Then, we get an image scarier than the cover–a two-page splash of Shockwave walking under the seemingly dead bodies of the Autobots.  Moreover, we see him reviving and repairing his fellow Decepticons and telling Megatron–who is also under repair–that he is going to lead the group now, especially since Megatron’s rather incompetent excuse for leadership is what got them all there to begin with.

It’s a dynamic that I was unfamiliar with, to be honest.  I had been watching the cartoon every day after school and if you had asked me to name the Decepticon most likely to pose a threat to Megatron, I would say that probably would have been Starscream and not Shockwave.  But the comic and the cartoon had a lot of difference in continuities, which is something I would discover years later when I collected the comics.

There isn’t much else to this issue.  Spike and Buster find the one surviving Autobot, Ratchet, and begin to work toward helping the good guys get back to life, and the next issue’s main event, which is a fight between Megatron and Shockwave in one of those classic, “AND ONLY ONE SHALL LEAD!” Marvel cover moments.  But I think it is probably one of the most important issues of the series.  This was the first issue of the ongoing comic book (and if this were today, it would have been a new issue #1), so this storyline was going to be the big test of whether or not The Transformers could sustain a following.  Bob Budianscky provides a transition piece that is full of tension and leaves you wanting action, but also complicates the world even further.  It was only because of my sporadic comics buying habits, however, that I wouldn’t get issue #6, or any other Transformers comic book until 1987.

Next Time:  Superman #410

Comics Prehistory: Transformers #1

Transformers 1According to Mike’s Amazing World of Marvel Comics, Transformers #1 hit the stands on May 29, 1984.  This would have been around the time that I was finishing up the first grade, and while I can’t exactly recall everything I got for my seventh birthday, I’m pretty sure that in the very least by the time I hit the beginning of second grade, I owned at least one Transformer–and it was probably Huffer.  I was still pretty much unaware of anything related to comic books or comic stores, aside from what I saw in my local stationary stores, so the idea of a Transformers comic book would have completely passed me by.  In fact, I’m pretty sure that it passed by a number of people my age at that point, even if the toys and television show didn’t.

What I do know about acquiring it is that I got this at the same place I got a few comic books in those days of single-digit ages, a birthday party.  At some point in the early 1980s, a parent or two figured out that if you had a dozen kids, mostly boys, at a birthday party and you had to give something away for a goody bag and didn’t want to ply them with candy, spending about $10 on a few Marvel three-packs was a great idea.  And indeed it was.  I walked away from a few birthday parties at the time with a comic book that I read cover to cover several times over, eventually rolling the spines or nearly completely taking the covers off until they eventually disappeared down whatever memory hole your childhood belongings eventually go.  And while the strategy of putting a comic from a three-pack was nearly perfect (a not-so-perfect example will be the penultimate entry in this series of posts), I wasn’t thinking much about the quality of the comics I was getting in 1984.  I was excited to get something better than a ball on a paddle.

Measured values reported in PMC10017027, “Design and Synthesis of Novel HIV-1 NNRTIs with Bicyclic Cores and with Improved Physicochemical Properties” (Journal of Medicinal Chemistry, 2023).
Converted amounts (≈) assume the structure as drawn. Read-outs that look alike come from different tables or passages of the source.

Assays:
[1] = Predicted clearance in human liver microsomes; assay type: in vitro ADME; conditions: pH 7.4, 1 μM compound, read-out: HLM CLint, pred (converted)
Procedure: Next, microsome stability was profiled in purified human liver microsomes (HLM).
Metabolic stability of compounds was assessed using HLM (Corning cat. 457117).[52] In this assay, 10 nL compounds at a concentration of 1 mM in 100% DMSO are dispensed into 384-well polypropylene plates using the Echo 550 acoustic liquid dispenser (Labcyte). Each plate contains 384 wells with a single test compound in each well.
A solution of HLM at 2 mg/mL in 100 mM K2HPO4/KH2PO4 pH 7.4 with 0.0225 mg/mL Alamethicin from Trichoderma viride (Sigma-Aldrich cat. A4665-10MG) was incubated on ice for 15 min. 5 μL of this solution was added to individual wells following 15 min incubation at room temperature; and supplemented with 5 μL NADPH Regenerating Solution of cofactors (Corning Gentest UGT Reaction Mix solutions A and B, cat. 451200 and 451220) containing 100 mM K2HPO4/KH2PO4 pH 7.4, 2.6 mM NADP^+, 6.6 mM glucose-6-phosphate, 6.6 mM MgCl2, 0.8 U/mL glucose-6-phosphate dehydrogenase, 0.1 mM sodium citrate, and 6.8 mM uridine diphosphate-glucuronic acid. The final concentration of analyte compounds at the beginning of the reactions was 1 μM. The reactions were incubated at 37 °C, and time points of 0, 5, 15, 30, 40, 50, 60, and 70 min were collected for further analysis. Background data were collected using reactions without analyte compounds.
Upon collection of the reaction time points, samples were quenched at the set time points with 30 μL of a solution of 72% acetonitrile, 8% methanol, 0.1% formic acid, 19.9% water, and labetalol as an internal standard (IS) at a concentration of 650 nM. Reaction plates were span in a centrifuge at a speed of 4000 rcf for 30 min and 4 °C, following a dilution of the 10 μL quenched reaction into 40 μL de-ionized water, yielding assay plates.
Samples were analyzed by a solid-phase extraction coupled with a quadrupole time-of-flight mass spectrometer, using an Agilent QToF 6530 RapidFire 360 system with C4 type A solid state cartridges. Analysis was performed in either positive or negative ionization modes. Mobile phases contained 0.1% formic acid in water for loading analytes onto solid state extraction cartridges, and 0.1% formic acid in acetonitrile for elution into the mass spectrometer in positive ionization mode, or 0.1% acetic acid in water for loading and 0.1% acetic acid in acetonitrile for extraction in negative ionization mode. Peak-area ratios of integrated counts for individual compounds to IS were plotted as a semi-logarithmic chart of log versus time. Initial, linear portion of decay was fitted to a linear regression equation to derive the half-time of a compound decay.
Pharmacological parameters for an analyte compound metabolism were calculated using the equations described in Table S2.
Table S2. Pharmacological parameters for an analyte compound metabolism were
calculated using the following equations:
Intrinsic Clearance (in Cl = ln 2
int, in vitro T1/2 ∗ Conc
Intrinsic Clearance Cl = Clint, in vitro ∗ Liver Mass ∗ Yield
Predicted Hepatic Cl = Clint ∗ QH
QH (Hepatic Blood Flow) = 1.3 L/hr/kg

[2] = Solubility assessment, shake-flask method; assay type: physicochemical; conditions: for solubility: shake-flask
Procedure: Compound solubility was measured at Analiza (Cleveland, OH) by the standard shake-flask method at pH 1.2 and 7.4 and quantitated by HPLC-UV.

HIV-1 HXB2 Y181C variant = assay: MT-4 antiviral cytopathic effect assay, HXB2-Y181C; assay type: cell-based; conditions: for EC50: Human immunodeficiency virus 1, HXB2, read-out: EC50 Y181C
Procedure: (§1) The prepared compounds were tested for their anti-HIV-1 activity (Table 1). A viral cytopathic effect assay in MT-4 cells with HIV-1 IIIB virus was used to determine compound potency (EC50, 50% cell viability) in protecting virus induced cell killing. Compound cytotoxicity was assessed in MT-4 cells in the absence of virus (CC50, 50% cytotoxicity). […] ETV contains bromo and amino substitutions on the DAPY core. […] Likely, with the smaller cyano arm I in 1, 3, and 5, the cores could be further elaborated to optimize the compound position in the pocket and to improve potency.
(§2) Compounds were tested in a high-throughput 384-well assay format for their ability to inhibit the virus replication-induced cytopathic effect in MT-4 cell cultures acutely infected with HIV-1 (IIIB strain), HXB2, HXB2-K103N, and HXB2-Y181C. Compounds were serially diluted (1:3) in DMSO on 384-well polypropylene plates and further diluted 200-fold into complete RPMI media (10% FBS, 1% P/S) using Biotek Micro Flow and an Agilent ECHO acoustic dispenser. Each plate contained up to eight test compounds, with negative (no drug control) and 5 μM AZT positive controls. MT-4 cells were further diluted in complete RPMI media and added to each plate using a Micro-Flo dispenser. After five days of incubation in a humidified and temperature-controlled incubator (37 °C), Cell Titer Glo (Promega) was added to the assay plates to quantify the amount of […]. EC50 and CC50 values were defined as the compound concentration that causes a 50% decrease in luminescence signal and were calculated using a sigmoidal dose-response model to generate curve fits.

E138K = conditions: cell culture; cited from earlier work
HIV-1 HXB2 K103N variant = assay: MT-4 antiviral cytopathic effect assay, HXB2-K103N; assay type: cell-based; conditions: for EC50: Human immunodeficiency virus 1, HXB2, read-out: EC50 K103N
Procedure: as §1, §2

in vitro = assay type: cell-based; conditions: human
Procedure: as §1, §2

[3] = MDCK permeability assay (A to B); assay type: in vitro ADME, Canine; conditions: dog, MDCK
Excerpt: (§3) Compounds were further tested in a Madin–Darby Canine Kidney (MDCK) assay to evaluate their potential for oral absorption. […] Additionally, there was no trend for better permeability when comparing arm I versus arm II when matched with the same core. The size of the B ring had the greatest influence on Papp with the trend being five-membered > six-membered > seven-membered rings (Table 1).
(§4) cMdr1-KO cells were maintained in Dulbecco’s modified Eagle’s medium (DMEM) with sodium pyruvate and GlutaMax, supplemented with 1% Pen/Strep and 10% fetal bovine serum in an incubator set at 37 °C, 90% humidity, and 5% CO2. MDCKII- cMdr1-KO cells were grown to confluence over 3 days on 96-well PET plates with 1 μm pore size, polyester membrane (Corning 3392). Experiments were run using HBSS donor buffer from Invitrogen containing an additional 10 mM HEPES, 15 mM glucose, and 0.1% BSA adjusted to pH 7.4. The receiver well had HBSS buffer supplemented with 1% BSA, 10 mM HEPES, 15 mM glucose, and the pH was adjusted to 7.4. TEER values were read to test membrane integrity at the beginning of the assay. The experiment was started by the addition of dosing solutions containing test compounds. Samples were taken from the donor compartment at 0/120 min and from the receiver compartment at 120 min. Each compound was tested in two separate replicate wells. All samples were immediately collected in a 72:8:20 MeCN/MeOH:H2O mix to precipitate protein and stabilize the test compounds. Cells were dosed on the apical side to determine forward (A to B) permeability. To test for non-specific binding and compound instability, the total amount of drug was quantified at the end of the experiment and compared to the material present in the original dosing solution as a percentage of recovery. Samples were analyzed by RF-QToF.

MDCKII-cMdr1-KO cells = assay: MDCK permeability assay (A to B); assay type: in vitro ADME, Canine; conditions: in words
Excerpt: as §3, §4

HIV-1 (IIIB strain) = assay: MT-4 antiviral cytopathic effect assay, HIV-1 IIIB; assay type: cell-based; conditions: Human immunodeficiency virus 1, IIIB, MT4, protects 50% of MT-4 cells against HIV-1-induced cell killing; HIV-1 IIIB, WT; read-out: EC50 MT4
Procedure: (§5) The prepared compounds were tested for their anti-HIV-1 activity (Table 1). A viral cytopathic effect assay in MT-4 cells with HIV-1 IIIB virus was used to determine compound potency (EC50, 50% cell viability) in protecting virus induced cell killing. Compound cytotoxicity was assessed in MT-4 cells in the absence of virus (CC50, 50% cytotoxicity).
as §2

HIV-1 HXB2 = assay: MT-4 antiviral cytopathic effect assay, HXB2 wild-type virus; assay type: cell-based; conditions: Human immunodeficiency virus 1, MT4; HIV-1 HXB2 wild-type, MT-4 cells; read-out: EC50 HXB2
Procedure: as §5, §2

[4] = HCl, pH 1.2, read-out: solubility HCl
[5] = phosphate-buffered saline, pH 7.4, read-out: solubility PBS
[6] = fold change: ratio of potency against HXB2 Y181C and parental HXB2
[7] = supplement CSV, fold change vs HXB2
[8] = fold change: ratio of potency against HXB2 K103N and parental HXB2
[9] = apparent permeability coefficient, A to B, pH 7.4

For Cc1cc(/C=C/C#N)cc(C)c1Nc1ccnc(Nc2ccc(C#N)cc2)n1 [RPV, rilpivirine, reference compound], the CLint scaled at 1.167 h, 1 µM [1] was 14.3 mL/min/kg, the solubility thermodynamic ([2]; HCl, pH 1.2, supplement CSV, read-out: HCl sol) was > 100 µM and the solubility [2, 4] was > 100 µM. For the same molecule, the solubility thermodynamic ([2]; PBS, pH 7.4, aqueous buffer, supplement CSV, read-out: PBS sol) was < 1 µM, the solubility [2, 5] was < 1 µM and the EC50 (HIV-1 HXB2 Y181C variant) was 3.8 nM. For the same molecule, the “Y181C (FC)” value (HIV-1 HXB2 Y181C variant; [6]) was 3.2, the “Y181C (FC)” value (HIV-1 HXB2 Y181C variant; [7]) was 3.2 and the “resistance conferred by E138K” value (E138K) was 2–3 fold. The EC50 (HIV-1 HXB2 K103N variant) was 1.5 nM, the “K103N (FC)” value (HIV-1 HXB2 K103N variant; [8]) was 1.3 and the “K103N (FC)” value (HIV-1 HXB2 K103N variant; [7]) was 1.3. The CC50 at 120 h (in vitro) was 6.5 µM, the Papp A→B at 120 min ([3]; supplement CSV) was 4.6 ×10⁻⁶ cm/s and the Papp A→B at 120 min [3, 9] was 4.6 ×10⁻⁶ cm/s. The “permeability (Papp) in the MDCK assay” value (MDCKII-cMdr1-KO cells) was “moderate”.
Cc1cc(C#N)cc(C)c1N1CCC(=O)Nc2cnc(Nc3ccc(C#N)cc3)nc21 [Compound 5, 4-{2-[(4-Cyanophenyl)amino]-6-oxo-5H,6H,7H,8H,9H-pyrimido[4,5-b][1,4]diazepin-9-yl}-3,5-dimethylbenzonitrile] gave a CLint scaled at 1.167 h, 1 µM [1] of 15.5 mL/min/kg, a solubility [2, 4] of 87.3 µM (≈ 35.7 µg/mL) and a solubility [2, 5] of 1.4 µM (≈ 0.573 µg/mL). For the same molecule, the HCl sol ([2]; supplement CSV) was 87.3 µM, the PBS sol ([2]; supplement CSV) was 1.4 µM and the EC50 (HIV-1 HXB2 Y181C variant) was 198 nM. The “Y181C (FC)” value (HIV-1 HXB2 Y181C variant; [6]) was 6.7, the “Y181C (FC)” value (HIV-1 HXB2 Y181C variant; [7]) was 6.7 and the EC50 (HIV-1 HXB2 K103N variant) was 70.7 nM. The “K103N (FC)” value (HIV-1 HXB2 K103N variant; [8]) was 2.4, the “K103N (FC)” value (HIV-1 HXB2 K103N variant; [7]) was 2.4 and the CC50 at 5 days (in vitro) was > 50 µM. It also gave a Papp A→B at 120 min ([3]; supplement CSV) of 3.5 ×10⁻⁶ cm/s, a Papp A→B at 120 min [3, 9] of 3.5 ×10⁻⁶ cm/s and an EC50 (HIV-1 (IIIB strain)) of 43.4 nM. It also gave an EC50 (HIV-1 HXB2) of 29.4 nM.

Transformers #1 is, as the cover by Bill Sienkewitz tells us, #1 in a four-issue limited series.  I used to love seeing the “… in a four-issue limited series” label on the top of a Marvel comic book in the same way that I loved the colored bar with “4 part mini series” or “12 part maxi series” running along the top of DC’s comics at the same time.  To me, it seemed like there was something special about the comic that I was going to read–plus, it meant that convincing my parents that further comics needed to be purchased was a good idea because a limited series meant it had an end and therefore less of a commitment.

Then again, it’s not like I ever owned any other part of the original limited series that featured the Transformers.  A friend at one point had a copy of issue #4 and let me read it, and I know that issue #3 was one of the more expensive back issues to get a few years later because the black-suited Spider-Man made an appearance (and I believe this has also caused some issue when it comes to the reprints of the series), but I wouldn’t pick up the adventures of my favorite metamorphing toys until the first issue of the ongoing series, which was #5.  And while they will be a big part of the “Origin Story” podcast miniseries, the Transformers comics never had the impact on me the way that G.I. Joe eventually would.